Recalled as kind, modest
by Leland Debusk, Assistant Editor
From Hood County News On-Line Edition dated 5 May 1999
“He was just a wonderful boss,” former commissioners’ secretary Sue Loftin
said of former county commissioner Joe Brown.
Brown, 72, of Lipan, died early Monday morning at a Fort Worth hospital. He had just undergone emergency surgery for an aneurysm, said family friends.
“He was funny and he was kind,” Loftin stated. “He treated everybody fairly.
He was a very fine man and we will miss him.”
Brown was precinct 1 commissioner for 16 years before retiring in December 1992. Lipan was included in his precinct.
Like his name, Brown was modest and unassuming. “Joe didn’t talk much,” said former commissioner David Cleveland. “When he did talk, I learned to listen because he knew what he was talking about.”
Cleveland recalled Brown as being conservative with county money, but
generous with his time. Whenever a fellow commissioner had a problem, he was available to sit down and discuss the problem, Cleveland said. “He was awfully good to me when I first became commissioner. Joe was a good friend. We’ll sure miss him.”
“He was a dependable fellow,” said former commissioner Bud Gifford. “When he said he’d back you in something, he’d back you. He was really conservative. He wanted the best for those people in precinct 1. He was just a solid all-around fellow. That’s all there was to it.”
“He knew his precinct like the back of his hand,” county auditor Larry Levine said of Brown. “He was solid and stable. I really missed him on the court. He was a big plus on the court.”
Brown worked as a county employee before being elected as commissioner in 1976. He was the first commissioner in the county to have all his precinct roads paved, Cleveland stated.
The widening of Lipan Highway between Granbury and Lipan ranked as one of the highlights of Brown’s career. He saved money in his precinct for years to finance the $200,000 right-of-way costs for the project.
Prior to its widening, Lipan Highway was a narrow, snaky road that was the scene of many major accidents. Now the highway is straighter, wider and much safer, officials say.
Brown was responsible too for widening the then-narrow Contrary Creek Road from State Highway 144 South to Indian Harbor.
When Brown was elected commissioner, there were two employees in precinct 1. “And I was one of them,” he said in a December 1992 interview. When he retired, there were four employees under him.
Precinct 1 was pretty austere when Brown took over. “We had a lot leased across from the funeral home in Lipan,” he stated. “We had an old dump truck turned bottom side up to keep our stuff under.” Brown eventually saved enough money to build the precinct “a pretty nice barn.”
Brown said he managed to please most, but not all, of his constituents.
“Naturally, you can sit some people up on a stool and feed `em ice cream, and they would fuss about the flavor,” he joked in 1992. “But I done the best I could.”
In 1992, Cleveland told the story of an asphalt salesman who got on Brown’s bad side. The county had been dealing with the man for years, but one year when the market price of asphalt went down, the salesman refused to lower his price. However, the next year, when the price went up, the salesman raised his price accordingly, said Cleveland. That made Brown mad, Cleveland stated, adding Brown told fellow commissioners that he was going to have a talk with that man.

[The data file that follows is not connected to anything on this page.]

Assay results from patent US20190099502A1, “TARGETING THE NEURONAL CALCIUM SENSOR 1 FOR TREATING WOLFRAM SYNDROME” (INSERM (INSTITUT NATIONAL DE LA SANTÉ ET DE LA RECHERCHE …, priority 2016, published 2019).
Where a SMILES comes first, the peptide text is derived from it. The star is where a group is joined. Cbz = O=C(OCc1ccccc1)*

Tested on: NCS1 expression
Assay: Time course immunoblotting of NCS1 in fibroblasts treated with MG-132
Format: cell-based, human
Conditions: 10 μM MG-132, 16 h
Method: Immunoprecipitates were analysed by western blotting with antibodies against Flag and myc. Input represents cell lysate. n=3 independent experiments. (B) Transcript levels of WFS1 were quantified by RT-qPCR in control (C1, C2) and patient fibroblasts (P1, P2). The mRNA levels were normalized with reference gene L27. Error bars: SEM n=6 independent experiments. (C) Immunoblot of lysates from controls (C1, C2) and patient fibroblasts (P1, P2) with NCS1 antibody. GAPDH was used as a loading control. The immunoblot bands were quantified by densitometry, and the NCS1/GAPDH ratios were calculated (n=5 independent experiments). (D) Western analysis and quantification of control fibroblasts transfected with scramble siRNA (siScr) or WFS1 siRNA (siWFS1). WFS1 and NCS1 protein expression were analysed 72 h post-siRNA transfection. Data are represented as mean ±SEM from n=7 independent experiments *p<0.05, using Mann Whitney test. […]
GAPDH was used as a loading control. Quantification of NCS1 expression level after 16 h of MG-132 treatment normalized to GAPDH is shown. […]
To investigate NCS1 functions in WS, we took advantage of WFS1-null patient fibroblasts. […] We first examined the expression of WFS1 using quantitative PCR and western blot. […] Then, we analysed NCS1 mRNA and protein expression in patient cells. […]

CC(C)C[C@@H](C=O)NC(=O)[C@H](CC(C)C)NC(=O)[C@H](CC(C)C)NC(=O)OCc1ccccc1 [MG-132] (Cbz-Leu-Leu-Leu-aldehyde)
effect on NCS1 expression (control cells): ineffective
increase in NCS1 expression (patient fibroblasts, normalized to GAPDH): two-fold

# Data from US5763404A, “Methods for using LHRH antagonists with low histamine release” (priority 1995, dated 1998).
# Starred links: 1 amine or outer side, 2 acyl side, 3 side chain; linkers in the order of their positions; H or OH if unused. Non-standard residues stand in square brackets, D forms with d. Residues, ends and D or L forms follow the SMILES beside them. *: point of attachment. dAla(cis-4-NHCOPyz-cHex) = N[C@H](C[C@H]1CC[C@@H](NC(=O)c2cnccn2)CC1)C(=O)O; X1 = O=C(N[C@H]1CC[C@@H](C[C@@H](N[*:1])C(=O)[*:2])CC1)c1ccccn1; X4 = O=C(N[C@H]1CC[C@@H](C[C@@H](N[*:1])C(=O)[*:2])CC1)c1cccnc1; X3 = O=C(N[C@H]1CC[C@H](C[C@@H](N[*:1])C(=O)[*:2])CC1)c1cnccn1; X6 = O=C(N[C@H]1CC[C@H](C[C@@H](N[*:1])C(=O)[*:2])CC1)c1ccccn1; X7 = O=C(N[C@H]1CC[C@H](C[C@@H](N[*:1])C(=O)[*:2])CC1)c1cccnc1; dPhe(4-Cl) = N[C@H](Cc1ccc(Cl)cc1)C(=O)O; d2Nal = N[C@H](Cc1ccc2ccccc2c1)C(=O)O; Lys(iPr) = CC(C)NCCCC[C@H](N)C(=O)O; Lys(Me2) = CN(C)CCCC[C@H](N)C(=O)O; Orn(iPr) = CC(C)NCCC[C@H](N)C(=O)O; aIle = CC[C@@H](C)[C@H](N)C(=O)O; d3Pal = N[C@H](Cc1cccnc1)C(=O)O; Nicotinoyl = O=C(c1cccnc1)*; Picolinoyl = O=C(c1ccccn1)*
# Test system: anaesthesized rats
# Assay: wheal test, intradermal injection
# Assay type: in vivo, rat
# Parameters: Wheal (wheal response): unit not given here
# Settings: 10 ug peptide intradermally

One day, Brown cornered the salesman in the commissioners’ offices. “No one knows what Joe said,” Cleveland recalled, but it apparently impressed the salesman. “For two years, he would not come to Hood County,” Cleveland said. “He’s still afraid of Joe.” The salesman wouldn’t even come in the office if he thought Brown was there, Cleveland laughed. The salesman never gave the county any problems about asphalt prices since that episode, Cleveland pointed out.
“He’s pretty hard to make mad,” Gifford said of Brown in 1992. “One thing
about Joe is when you make him mad, he’s mad all over.”
There was also the man who made the mistake about bad-mouthing Brown’s road crew and making rude comments to then-commissioners’ secretary Sue Loftin, Cleveland recalled. Brown had a talk with him and straightened him out, Cleveland stated. “My experience with Mr. Brown was a life-changing experience,” the man later told others, Cleveland said.
The modest Brown didn’t even want a retirement reception when he retired,
fellow officials said. Instead, county officials presented him with a service plaque at the county Christmas party.
Brown was born in West Texas and moved to Lipan when he was about 4. He was reared on a farm. Brown operated a Lipan service station for several years and was a real “working cowboy” for about 18 years on the famous Black Ranch between Granbury and Lipan.
Brown was also a Lipan volunteer fireman and assisted the sick and injured
in ambulance trips to hospitals.
Brown’s philosophy as county commissioner was the same as Joe Brown, the man. “I always said I wanted to treat people like I wanted to be treated,”
he stated in 1992. “And if I told a feller something, I’d try to stand up to it.”
Brown also served on the hospital board for 16 years before retiring in 1992. He served too on the Lipan City Council and was an avid supporter of the Hood County Livestock Association and 4-H and FFA. Brown was a member of the First Baptist Church of Lipan.
Brown is survived by his wife of 52 years, Ada Mae Brown; one daughter and son-in-law, JoAnna and Mike Stowe of Lipan; and two grandchildren, Todd Tuggle and wife Jennifer of Lipan and Jodi Overton and husband Duane of Palo Pinto. Brown is also survived by a sister, Lipan resident Mary Ada Bybee.
Brown was preceded in death by his parents, Joe and Myrtle Brown; and two brothers, Edward and Top.
Services are tomorrow (Thursday) at 2 p.m. at First Baptist Church in Lipan.
Burial will be in Allison Cemetery.